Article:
One of the best hats that I get to wear is that of “Volunteer Coordinator.” My organization works with about 60 different volunteers during our concert season, another 100 who volunteer for our annual special event fundraiser, and another 30 who volunteer to serve year-round on our board of directors.

ArtsHacker authors have published several great posts that deal with a variety of volunteer issues. But an article that came across my newsfeed recently, made me pause and think about my work with volunteers. The title alone is thought provoking: Volunteer Management: Are We Afraid of Upsetting Them?

volunteer management

Published in April, 2016 on Group of Minds, Ron Evans offers six thoughts on how volunteers can benefit, and simultaneously cause risk to, the organization, including:

  • Volunteers are often the first and last line of contact: as such, they can directly affect your patrons’ experiences. Thinking about them as part of your front line can certainly direct how you train and treat them.
  • Good volunteer management includes training to a standard and tracking results: I know, often in the thick of the season, it’s hard to offer training sessions or even to track which volunteers show up. But, since they are in frequent contact with patrons, volunteers do need some kind of training.  This doesn’t have to be a lengthy session; lots of information can be sent in advance in an email or hosted on your website or can be reviewed a few minutes before their duties are to begin.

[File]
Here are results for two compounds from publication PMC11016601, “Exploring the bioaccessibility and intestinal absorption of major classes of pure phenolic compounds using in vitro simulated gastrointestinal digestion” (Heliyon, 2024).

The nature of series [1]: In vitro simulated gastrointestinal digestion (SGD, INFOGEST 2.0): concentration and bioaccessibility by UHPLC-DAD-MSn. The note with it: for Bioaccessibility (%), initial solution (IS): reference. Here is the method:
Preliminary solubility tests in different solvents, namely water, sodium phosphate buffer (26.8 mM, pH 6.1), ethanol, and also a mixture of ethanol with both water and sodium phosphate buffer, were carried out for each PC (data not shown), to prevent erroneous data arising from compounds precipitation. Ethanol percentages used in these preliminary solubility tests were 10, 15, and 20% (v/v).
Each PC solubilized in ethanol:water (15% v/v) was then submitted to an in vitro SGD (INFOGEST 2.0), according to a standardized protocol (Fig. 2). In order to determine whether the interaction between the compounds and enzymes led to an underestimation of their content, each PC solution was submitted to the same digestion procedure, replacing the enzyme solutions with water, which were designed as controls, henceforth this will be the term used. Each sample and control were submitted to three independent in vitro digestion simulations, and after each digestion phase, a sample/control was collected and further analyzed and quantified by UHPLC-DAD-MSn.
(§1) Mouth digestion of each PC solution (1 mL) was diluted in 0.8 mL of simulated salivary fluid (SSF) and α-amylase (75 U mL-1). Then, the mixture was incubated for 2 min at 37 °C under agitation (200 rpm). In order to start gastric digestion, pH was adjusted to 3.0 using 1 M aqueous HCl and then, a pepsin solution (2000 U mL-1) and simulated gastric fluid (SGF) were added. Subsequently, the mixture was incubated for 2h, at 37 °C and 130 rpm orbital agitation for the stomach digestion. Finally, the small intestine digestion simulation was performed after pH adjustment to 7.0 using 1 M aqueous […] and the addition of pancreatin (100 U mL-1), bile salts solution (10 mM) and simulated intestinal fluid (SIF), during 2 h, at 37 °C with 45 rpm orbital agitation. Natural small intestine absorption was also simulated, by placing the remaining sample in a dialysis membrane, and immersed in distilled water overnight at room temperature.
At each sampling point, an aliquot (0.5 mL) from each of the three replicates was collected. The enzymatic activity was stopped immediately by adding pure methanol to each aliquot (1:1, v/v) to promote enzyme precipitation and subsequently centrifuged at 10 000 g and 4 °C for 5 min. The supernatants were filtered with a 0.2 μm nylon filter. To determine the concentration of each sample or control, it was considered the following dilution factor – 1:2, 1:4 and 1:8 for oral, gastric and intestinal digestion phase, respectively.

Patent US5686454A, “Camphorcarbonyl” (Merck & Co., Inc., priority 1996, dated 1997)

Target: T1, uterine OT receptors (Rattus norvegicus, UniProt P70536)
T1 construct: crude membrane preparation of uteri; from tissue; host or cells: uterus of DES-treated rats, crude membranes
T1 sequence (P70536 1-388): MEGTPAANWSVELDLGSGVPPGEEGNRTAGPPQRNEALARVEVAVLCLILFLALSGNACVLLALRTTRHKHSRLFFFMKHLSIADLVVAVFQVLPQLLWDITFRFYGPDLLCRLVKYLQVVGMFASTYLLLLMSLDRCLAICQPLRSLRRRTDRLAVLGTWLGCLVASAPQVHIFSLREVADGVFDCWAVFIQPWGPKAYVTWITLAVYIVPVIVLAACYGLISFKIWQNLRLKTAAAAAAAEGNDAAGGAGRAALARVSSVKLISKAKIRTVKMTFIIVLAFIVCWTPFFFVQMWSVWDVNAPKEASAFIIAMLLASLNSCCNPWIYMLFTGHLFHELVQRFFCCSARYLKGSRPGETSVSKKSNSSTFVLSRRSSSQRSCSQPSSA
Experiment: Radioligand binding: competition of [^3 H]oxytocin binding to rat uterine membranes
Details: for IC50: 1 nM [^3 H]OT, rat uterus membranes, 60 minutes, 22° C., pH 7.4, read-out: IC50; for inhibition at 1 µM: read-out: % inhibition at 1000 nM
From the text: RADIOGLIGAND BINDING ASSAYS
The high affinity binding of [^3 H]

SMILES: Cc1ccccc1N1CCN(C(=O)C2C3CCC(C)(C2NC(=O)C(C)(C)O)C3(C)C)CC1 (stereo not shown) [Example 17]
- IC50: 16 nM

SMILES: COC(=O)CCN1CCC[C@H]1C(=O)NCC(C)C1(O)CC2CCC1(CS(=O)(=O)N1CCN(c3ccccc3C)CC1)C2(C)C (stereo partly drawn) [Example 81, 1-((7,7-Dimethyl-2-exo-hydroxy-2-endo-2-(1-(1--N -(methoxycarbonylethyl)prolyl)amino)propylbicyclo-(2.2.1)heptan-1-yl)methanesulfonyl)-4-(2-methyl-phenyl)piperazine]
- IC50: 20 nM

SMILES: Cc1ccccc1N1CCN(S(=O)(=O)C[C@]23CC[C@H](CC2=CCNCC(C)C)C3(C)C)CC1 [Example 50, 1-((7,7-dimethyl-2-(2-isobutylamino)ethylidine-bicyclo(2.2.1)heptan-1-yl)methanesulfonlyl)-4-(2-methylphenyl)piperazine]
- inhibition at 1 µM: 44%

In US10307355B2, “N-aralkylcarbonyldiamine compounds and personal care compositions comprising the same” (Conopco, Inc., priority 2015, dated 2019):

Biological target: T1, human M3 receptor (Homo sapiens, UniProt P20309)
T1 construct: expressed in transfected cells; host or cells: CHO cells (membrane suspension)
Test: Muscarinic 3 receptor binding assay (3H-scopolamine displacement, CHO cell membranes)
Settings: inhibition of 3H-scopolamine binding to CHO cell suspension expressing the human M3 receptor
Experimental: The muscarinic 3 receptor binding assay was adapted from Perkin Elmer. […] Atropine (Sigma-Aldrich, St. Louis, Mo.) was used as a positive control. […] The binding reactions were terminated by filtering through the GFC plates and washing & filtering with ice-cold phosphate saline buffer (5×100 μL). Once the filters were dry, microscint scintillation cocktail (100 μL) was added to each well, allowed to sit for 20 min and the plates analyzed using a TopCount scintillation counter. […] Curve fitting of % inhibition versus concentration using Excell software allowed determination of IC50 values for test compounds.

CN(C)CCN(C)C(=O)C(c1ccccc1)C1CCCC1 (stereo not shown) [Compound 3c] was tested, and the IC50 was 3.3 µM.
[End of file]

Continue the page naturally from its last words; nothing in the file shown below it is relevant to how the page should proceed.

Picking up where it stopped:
• Volunteers should be flexible: I praise all the concert gods when I have a set of volunteers who say “whatever and wherever you need me!” As we know, concert or performance nights don’t often go exactly as planned, so people who can adapt quickly and don’t freak when they are assigned a different job are worth their weight in concert tickets.  For those who are less flexible, try to avoid using them in situations where there may be change or difficult situations. But, don’t be afraid to…
  • Volunteers should sometimes be “retired”: I never want to turn away someone who has offered their time to help. But, sometimes, that person is not suited to the work this organization needs them. In such a case, if there is no other place for them in your work, don’t be afraid to thank them for their work and/or interest and let them move on.

At the end of the day, volunteers are incredibly important to the work of nonprofits which in turn makes volunteer management an important part of someone’s job.

About Sarah Marczynski

Sarah joined the Chattanooga Symphony & Opera in 2010 working with the Marketing and Development staffs and quickly became interested in community engagement and education. She holds a Master’s of Public Administration focusing in Nonprofit Arts Management from the University of Tennessee at Chattanooga where her capstone and other work under Dr. Christopher Horne examined attendance patterns in high-art cultural institutions and network relationships between local arts agencies and cultural partners. She also holds a Bachelor’s of Vocal Music Education from UTC, where she studied under Dr. Kevin Ford and Ron Ulen.

Sarah has been active in the Chattanooga arts community, serving as the founding chair of the Chattanooga Young Artistic Network (CYAN), graduating from the Holmberg Arts Leadership Institute, and working with the Chattanooga Boys Choir, the Choral Arts Society, the Hunter Museum of American Art, the Chattanooga Bach Choir.

Outside of the arts world, Sarah pretends to be an excellent cook (but she's broken 2 ovens), reads Jane Austen novels, and watches way too much House of Cards.

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